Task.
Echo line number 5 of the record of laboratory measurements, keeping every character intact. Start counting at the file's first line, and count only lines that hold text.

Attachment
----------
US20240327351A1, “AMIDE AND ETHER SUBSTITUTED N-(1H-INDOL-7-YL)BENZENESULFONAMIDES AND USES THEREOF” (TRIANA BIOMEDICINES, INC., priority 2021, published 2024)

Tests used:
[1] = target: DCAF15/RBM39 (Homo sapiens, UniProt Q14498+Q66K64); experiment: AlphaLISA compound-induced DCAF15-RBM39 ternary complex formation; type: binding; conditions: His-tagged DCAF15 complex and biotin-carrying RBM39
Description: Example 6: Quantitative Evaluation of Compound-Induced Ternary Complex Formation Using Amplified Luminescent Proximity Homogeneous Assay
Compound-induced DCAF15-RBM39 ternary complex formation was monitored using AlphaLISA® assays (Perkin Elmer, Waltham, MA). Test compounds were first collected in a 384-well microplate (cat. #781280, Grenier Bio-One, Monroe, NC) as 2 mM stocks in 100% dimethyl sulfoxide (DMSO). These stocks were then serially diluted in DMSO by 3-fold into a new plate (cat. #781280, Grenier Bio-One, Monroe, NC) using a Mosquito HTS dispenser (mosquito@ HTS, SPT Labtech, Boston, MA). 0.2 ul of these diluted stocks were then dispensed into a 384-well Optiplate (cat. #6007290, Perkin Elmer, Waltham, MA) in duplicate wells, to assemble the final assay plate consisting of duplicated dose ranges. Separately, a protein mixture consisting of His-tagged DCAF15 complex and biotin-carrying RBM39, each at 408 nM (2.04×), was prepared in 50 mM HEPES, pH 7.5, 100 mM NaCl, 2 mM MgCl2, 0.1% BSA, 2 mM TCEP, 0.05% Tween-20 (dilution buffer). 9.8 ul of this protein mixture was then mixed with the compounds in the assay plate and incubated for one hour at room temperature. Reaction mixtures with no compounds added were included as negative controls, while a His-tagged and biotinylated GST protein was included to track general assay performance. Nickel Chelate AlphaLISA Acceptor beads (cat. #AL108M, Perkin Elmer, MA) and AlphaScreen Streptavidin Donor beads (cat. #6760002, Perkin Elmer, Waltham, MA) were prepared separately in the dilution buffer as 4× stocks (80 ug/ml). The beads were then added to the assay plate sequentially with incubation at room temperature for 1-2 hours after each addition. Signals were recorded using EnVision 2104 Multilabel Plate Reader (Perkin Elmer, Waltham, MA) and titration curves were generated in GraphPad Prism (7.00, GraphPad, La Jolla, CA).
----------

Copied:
Compound-induced DCAF15-RBM39 ternary complex formation was monitored using AlphaLISA® assays (Perkin Elmer, Waltham, MA). Test compounds were first collected in a 384-well microplate (cat. #781280, Grenier Bio-One, Monroe, NC) as 2 mM stocks in 100% dimethyl sulfoxide (DMSO). These stocks were then serially diluted in DMSO by 3-fold into a new plate (cat. #781280, Grenier Bio-One, Monroe, NC) using a Mosquito HTS dispenser (mosquito@ HTS, SPT Labtech, Boston, MA). 0.2 ul of these diluted stocks were then dispensed into a 384-well Optiplate (cat. #6007290, Perkin Elmer, Waltham, MA) in duplicate wells, to assemble the final assay plate consisting of duplicated dose ranges. Separately, a protein mixture consisting of His-tagged DCAF15 complex and biotin-carrying RBM39, each at 408 nM (2.04×), was prepared in 50 mM HEPES, pH 7.5, 100 mM NaCl, 2 mM MgCl2, 0.1% BSA, 2 mM TCEP, 0.05% Tween-20 (dilution buffer). 9.8 ul of this protein mixture was then mixed with the compounds in the assay plate and incubated for one hour at room temperature. Reaction mixtures with no compounds added were included as negative controls, while a His-tagged and biotinylated GST protein was included to track general assay performance. Nickel Chelate AlphaLISA Acceptor beads (cat. #AL108M, Perkin Elmer, MA) and AlphaScreen Streptavidin Donor beads (cat. #6760002, Perkin Elmer, Waltham, MA) were prepared separately in the dilution buffer as 4× stocks (80 ug/ml). The beads were then added to the assay plate sequentially with incubation at room temperature for 1-2 hours after each addition. Signals were recorded using EnVision 2104 Multilabel Plate Reader (Perkin Elmer, Waltham, MA) and titration curves were generated in GraphPad Prism (7.00, GraphPad, La Jolla, CA).